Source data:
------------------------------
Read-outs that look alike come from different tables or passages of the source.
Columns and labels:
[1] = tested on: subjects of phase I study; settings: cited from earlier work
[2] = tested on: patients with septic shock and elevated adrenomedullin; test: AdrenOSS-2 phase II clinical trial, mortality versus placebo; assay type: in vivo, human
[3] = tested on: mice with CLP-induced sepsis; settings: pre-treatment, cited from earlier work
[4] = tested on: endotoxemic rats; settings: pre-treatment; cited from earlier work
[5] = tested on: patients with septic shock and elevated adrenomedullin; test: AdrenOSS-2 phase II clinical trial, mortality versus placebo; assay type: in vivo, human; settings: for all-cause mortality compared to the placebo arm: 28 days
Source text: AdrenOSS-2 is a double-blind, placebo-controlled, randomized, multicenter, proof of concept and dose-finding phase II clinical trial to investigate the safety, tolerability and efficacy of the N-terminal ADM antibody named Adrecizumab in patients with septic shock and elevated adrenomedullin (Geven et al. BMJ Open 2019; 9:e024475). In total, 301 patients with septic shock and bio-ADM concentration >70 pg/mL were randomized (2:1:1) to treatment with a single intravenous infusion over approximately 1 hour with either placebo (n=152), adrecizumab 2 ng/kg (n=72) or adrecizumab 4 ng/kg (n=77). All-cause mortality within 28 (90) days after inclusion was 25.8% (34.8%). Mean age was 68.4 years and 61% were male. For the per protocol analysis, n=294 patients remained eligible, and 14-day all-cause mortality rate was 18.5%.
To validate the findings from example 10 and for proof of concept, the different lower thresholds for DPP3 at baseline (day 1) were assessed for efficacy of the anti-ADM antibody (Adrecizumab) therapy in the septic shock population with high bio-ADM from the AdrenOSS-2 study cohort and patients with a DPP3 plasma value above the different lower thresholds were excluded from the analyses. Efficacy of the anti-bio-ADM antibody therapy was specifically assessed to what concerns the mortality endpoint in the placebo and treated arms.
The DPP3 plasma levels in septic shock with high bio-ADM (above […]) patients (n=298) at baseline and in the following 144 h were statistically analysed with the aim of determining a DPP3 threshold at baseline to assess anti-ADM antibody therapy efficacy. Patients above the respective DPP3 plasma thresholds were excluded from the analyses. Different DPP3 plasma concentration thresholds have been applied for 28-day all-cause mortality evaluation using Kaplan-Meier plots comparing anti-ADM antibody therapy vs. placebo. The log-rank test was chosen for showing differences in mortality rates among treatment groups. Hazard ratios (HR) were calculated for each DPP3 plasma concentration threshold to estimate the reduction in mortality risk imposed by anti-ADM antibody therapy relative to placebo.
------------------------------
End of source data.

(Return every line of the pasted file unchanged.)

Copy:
Read-outs that look alike come from different tables or passages of the source.
Columns and labels:
[1] = tested on: subjects of phase I study; settings: cited from earlier work
[2] = tested on: patients with septic shock and elevated adrenomedullin; test: AdrenOSS-2 phase II clinical trial, mortality versus placebo; assay type: in vivo, human
[3] = tested on: mice with CLP-induced sepsis; settings: pre-treatment, cited from earlier work
[4] = tested on: endotoxemic rats; settings: pre-treatment; cited from earlier work
[5] = tested on: patients with septic shock and elevated adrenomedullin; test: AdrenOSS-2 phase II clinical trial, mortality versus placebo; assay type: in vivo, human; settings: for all-cause mortality compared to the placebo arm: 28 days
Source text: AdrenOSS-2 is a double-blind, placebo-controlled, randomized, multicenter, proof of concept and dose-finding phase II clinical trial to investigate the safety, tolerability and efficacy of the N-terminal ADM antibody named Adrecizumab in patients with septic shock and elevated adrenomedullin (Geven et al. BMJ Open 2019; 9:e024475). In total, 301 patients with septic shock and bio-ADM concentration >70 pg/mL were randomized (2:1:1) to treatment with a single intravenous infusion over approximately 1 hour with either placebo (n=152), adrecizumab 2 ng/kg (n=72) or adrecizumab 4 ng/kg (n=77). All-cause mortality within 28 (90) days after inclusion was 25.8% (34.8%). Mean age was 68.4 years and 61% were male. For the per protocol analysis, n=294 patients remained eligible, and 14-day all-cause mortality rate was 18.5%.
To validate the findings from example 10 and for proof of concept, the different lower thresholds for DPP3 at baseline (day 1) were assessed for efficacy of the anti-ADM antibody (Adrecizumab) therapy in the septic shock population with high bio-ADM from the AdrenOSS-2 study cohort and patients with a DPP3 plasma value above the different lower thresholds were excluded from the analyses. Efficacy of the anti-bio-ADM antibody therapy was specifically assessed to what concerns the mortality endpoint in the placebo and treated arms.
The DPP3 plasma levels in septic shock with high bio-ADM (above […]) patients (n=298) at baseline and in the following 144 h were statistically analysed with the aim of determining a DPP3 threshold at baseline to assess anti-ADM antibody therapy efficacy. Patients above the respective DPP3 plasma thresholds were excluded from the analyses. Different DPP3 plasma concentration thresholds have been applied for 28-day all-cause mortality evaluation using Kaplan-Meier plots comparing anti-ADM antibody therapy vs. placebo. The log-rank test was chosen for showing differences in mortality rates among treatment groups. Hazard ratios (HR) were calculated for each DPP3 plasma concentration threshold to estimate the reduction in mortality risk imposed by anti-ADM antibody therapy relative to placebo.